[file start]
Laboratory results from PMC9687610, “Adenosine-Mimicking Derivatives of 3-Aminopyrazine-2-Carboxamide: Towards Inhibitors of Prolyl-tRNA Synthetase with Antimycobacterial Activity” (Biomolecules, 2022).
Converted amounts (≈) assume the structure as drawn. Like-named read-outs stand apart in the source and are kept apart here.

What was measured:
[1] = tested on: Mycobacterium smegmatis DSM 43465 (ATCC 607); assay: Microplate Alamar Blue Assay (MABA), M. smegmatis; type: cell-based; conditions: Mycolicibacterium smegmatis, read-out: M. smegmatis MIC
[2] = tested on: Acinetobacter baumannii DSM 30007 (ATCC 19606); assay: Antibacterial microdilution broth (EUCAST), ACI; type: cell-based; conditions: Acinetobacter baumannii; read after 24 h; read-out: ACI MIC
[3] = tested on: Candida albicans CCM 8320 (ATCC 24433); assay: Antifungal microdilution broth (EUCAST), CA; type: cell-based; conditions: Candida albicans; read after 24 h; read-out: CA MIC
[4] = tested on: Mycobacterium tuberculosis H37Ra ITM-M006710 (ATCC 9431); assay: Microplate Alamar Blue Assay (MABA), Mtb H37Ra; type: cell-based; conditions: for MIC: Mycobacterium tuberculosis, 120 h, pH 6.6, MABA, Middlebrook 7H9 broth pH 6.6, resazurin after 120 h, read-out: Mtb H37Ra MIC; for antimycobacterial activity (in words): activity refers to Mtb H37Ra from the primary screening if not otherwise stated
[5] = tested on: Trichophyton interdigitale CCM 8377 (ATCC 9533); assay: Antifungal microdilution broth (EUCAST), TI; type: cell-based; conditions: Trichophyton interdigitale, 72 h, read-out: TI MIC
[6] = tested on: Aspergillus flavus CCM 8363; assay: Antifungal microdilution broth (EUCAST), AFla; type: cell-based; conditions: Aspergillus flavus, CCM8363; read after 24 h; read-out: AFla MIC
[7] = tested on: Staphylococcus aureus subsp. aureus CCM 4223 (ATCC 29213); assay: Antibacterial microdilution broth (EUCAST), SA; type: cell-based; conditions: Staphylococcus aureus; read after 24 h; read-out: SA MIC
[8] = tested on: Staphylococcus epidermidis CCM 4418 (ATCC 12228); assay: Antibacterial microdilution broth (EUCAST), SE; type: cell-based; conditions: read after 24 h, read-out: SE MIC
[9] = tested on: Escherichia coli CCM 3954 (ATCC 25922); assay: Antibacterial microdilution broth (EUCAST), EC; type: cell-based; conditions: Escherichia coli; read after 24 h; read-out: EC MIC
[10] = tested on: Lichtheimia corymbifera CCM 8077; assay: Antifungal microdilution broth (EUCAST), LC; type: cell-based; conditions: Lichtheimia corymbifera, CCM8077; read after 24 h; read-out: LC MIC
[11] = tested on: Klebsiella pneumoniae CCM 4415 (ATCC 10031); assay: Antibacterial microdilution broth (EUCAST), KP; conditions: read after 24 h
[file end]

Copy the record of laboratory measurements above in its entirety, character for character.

Laboratory results from PMC9687610, “Adenosine-Mimicking Derivatives of 3-Aminopyrazine-2-Carboxamide: Towards Inhibitors of Prolyl-tRNA Synthetase with Antimycobacterial Activity” (Biomolecules, 2022).
Converted amounts (≈) assume the structure as drawn. Like-named read-outs stand apart in the source and are kept apart here.

What was measured:
[1] = tested on: Mycobacterium smegmatis DSM 43465 (ATCC 607); assay: Microplate Alamar Blue Assay (MABA), M. smegmatis; type: cell-based; conditions: Mycolicibacterium smegmatis, read-out: M. smegmatis MIC
[2] = tested on: Acinetobacter baumannii DSM 30007 (ATCC 19606); assay: Antibacterial microdilution broth (EUCAST), ACI; type: cell-based; conditions: Acinetobacter baumannii; read after 24 h; read-out: ACI MIC
[3] = tested on: Candida albicans CCM 8320 (ATCC 24433); assay: Antifungal microdilution broth (EUCAST), CA; type: cell-based; conditions: Candida albicans; read after 24 h; read-out: CA MIC
[4] = tested on: Mycobacterium tuberculosis H37Ra ITM-M006710 (ATCC 9431); assay: Microplate Alamar Blue Assay (MABA), Mtb H37Ra; type: cell-based; conditions: for MIC: Mycobacterium tuberculosis, 120 h, pH 6.6, MABA, Middlebrook 7H9 broth pH 6.6, resazurin after 120 h, read-out: Mtb H37Ra MIC; for antimycobacterial activity (in words): activity refers to Mtb H37Ra from the primary screening if not otherwise stated
[5] = tested on: Trichophyton interdigitale CCM 8377 (ATCC 9533); assay: Antifungal microdilution broth (EUCAST), TI; type: cell-based; conditions: Trichophyton interdigitale, 72 h, read-out: TI MIC
[6] = tested on: Aspergillus flavus CCM 8363; assay: Antifungal microdilution broth (EUCAST), AFla; type: cell-based; conditions: Aspergillus flavus, CCM8363; read after 24 h; read-out: AFla MIC
[7] = tested on: Staphylococcus aureus subsp. aureus CCM 4223 (ATCC 29213); assay: Antibacterial microdilution broth (EUCAST), SA; type: cell-based; conditions: Staphylococcus aureus; read after 24 h; read-out: SA MIC
[8] = tested on: Staphylococcus epidermidis CCM 4418 (ATCC 12228); assay: Antibacterial microdilution broth (EUCAST), SE; type: cell-based; conditions: read after 24 h, read-out: SE MIC
[9] = tested on: Escherichia coli CCM 3954 (ATCC 25922); assay: Antibacterial microdilution broth (EUCAST), EC; type: cell-based; conditions: Escherichia coli; read after 24 h; read-out: EC MIC
[10] = tested on: Lichtheimia corymbifera CCM 8077; assay: Antifungal microdilution broth (EUCAST), LC; type: cell-based; conditions: Lichtheimia corymbifera, CCM8077; read after 24 h; read-out: LC MIC
[11] = tested on: Klebsiella pneumoniae CCM 4415 (ATCC 10031); assay: Antibacterial microdilution broth (EUCAST), KP; conditions: read after 24 h